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Browsing by Subject "hoivakoti"

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  • Porru, Anna (2020)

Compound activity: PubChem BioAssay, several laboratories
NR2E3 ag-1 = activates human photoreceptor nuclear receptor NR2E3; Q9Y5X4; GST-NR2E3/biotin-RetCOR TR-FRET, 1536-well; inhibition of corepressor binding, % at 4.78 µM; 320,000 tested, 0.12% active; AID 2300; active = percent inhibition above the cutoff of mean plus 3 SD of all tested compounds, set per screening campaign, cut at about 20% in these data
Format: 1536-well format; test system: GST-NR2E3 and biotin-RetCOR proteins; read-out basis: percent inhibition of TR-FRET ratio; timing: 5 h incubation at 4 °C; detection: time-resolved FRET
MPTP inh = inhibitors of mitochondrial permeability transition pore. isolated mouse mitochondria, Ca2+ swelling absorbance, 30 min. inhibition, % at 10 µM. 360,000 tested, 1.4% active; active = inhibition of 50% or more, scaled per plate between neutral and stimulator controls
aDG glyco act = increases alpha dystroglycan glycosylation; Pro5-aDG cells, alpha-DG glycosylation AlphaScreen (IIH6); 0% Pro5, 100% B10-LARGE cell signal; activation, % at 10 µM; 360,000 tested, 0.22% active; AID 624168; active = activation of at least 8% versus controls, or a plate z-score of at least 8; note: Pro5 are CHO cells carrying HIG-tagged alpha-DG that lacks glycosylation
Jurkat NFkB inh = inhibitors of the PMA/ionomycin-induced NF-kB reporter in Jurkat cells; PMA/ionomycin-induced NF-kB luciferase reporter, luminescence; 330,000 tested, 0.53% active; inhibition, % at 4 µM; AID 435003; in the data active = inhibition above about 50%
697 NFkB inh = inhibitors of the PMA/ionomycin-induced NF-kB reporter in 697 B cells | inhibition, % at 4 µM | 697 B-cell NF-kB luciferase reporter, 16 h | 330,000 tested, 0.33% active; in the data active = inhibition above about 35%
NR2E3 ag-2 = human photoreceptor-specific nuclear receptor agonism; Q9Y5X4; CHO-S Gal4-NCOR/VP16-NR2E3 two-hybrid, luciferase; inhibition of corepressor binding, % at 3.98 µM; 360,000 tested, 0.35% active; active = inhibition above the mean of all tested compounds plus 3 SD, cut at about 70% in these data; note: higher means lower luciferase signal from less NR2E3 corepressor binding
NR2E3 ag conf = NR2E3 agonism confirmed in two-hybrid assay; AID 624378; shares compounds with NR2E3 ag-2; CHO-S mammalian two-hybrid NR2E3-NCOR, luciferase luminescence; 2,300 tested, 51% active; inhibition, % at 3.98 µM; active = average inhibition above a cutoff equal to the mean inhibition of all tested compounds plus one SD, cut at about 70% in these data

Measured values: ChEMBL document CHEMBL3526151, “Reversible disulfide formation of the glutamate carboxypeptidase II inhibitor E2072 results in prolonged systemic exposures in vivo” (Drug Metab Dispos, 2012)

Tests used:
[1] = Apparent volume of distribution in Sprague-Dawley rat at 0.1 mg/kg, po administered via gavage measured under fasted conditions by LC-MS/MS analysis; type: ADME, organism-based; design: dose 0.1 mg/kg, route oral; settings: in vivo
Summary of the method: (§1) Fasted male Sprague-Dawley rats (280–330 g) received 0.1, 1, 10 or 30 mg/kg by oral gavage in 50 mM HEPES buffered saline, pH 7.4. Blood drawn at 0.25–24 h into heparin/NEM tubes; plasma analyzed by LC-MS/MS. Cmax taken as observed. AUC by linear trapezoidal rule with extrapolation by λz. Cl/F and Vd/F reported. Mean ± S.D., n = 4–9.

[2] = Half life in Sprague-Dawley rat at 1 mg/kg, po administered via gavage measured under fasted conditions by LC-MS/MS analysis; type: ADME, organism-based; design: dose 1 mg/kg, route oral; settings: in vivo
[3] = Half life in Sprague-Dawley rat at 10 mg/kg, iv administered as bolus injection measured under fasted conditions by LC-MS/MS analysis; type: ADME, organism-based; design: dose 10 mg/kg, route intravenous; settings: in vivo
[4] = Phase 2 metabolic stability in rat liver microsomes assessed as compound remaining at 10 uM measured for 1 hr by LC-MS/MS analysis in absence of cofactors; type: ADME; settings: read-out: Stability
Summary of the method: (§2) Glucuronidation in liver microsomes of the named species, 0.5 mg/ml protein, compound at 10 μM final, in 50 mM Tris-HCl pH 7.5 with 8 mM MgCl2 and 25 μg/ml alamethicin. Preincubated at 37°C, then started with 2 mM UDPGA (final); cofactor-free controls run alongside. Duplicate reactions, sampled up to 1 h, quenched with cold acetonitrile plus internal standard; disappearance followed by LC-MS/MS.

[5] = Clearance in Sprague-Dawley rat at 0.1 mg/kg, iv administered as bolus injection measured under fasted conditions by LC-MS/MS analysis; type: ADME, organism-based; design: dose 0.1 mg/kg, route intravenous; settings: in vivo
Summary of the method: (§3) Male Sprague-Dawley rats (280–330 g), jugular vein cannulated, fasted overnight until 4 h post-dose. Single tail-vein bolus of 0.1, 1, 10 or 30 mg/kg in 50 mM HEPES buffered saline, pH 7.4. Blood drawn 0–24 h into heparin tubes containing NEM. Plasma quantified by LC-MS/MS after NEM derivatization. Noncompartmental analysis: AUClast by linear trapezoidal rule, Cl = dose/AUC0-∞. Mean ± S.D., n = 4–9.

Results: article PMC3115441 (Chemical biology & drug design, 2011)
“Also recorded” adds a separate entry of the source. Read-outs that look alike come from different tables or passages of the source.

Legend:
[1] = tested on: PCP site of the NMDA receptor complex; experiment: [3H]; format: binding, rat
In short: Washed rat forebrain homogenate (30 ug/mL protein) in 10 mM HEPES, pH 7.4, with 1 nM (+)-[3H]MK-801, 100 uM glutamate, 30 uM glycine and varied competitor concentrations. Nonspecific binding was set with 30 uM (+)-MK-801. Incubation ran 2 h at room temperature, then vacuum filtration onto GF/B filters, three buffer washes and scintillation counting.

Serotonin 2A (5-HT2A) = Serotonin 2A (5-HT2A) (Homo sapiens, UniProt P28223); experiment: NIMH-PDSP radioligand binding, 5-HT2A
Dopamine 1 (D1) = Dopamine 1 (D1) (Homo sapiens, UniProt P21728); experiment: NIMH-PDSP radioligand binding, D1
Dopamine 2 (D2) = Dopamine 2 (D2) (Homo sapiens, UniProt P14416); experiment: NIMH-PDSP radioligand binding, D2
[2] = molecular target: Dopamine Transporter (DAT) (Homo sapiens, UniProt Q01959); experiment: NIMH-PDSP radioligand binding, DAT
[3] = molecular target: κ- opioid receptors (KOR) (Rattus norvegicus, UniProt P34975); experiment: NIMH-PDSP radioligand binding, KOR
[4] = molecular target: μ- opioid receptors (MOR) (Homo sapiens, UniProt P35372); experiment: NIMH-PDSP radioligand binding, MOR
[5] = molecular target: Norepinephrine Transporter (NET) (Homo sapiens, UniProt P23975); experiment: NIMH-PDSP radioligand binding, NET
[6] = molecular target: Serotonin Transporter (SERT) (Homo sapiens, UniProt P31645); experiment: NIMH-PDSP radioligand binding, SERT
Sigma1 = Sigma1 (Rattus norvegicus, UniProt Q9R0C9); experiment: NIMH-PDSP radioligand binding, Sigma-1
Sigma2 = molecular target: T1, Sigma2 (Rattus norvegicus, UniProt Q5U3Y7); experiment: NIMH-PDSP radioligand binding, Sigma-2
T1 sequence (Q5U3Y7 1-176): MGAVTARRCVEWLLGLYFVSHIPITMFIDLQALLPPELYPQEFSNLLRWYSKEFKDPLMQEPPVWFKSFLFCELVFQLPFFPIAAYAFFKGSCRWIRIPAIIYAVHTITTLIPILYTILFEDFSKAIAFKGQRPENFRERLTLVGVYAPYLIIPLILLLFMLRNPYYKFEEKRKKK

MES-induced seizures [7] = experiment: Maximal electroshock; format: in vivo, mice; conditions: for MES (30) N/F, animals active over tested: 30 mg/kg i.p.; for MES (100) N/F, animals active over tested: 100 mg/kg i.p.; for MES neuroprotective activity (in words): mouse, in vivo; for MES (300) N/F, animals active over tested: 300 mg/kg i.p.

Medication-related errors have been identified as the single most important risk factor for patient safety across the world. According to previous research, medication errors are common in nursing homes. However, the existing data on medication errors in Finnish nursing homes is scarce, although the challenges and defects in nursing home care services, including drug treatments, are well known. Furthermore, nursing home residents are typically characterized by old age, multimorbidity and polypharmacy. Therefore, they are particularly vulnerable to potential adverse events caused by medication errors. The aim of this study was to investigate the rates and causes of medication errors reported in nursing homes and evaluate their impact on medication safety. Additionally, the proportions of potentially inappropriate medication (PIMs) and high-risk medication involved in the medication errors were determined. The data of the study consisted of 251 medication errors reports that were submitted to the safety incident report system (HaiPro) in nursing homes located in Central Uusimaa healthcare and social welfare joint municipal authority (Keusote) in 2019. Quantitative analysis of the data provided an overview of the medication errors that had occurred in nursing homes and the medicines most commonly involved in them. Content analysis and simplified root cause analysis enabled to study more in-depth the contributing factors of medication errors and potential risks associated with the medication process in nursing homes, as well as the possibilities of preventing similar errors in the future. James Reason's human error theory and in particular its system perspective was applied as a theoretical framework in this study. Medication errors were reported regularly in nursing homes during the follow-up period of the study. The most frequent medication error type was administration error. The majority of these errors were medication omissions, followed by the wrong time of administration and administration to the wrong patient. The most common drug classes causing medication errors were antithrombotics, opioids, antidementia drugs, diuretics, antipsychotics, antidiabetics, and antidepressants. Nearly a quarter of the reported medicines were high-risk medications, most commonly opioids, antithrombotics, or antidiabetic drugs. PIMs accounted for approximately 13% of all medications in the data. Errors were most often caused by unsafe medication practices, communication problems, and deficiencies in the work environment such as excessive workload or time pressure. A significant part of the medication errors were related to transdermal medication patches. The study also showed that the quality of medication error reporting in nursing homes is in part insufficient and should be improved so that the reports can be better used for learning purposes. The results of the study provide valuable additional information on medication errors in Finnish nursing homes and their contributing factors. The information can be used to improve medication safety practices in nursing homes. Safe and uninterrupted medication use process is a goal that should be pursued not only in health care but also in social welfare services such as nursing homes.